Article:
The 24 Hours of Le Mans postponed due to COVID-19

The 2021 running of the 24 Hours of Le Mans has been delayed due to — you guessed it — COVID-19. The race, originally set to take place June 12-13, has now been pushed back to August 21-22, race organizers Automobile Club de l’Ouest announced on Thursday. The ACO says it wanted to make the […]

The 2021 running of the 24 Hours of Le Mans has been delayed due to — you guessed it — COVID-19. The race, originally set to take place June 12-13, has now been pushed back to August 21-22, race organizers Automobile Club de l’Ouest announced on Thursday. The ACO says it wanted to make the decision early to give teams and attendees a chance to prepare.

The postponement marks the second year in a row that the famed enduro has been moved to the fall from its time-honored spring slot. In the end, last year’s rain checked race was run with no spectators in attendance. This year, the ACO is trying to avoid a repeat.

“Holding the 24 Hours of Le Mans behind closed doors for the second year running would be unthinkable,” said ACO President Pierre Fillon on Twitter. “We are therefore doing all we can to avoid that happening and to give competitors a clear view of the whole season.”

The 2021 event with be the 89th time the renowned race has been held, and the debut of the new Hypercar class. The eagerly awaited category will see Toyota, Peugeot, Scuderia Glickenhuas and ByKolles competing. Last month, Ferrari announced they would join the fray in 2023. If things go well, the new class should usher in a new golden age of prototype racing, as well as supercars, since the Hypercar class requires competitors to produce at least 20 road-going examples of the race cars within two years of starting competition.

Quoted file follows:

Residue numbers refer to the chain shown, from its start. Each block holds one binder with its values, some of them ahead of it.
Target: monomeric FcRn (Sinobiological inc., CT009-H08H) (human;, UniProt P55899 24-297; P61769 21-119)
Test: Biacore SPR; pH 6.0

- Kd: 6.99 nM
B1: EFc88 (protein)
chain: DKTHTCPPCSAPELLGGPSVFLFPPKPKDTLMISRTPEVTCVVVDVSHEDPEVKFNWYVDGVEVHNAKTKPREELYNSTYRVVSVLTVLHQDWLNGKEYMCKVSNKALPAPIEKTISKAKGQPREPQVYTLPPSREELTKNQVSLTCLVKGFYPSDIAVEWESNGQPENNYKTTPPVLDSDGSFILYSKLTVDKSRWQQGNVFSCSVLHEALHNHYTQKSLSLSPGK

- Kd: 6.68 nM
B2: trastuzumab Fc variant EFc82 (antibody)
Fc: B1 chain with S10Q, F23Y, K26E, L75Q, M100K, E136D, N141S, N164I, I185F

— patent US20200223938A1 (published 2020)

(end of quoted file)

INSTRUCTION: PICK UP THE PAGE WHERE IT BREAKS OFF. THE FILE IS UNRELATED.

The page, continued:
Already, the Le Mans delay has prompted the European Le Mans Series to move the 4 Hours of Le Castellet, held at Circuit Paul Ricard, to June 4-6.

Since 1923, the 24 Hours of Le Mans has only been postponed twice, not counting a decade-long absence in the 1940s because of World War II. In 1956, construction at the Circuit de la Sarthe moved the race to July, and in 1968, protests in France pushed it back to September.

In his last tweet on the matter, Fillon reassured fans, “We are working very hard to put on a safe event, with all the necessary health precautions in place.”

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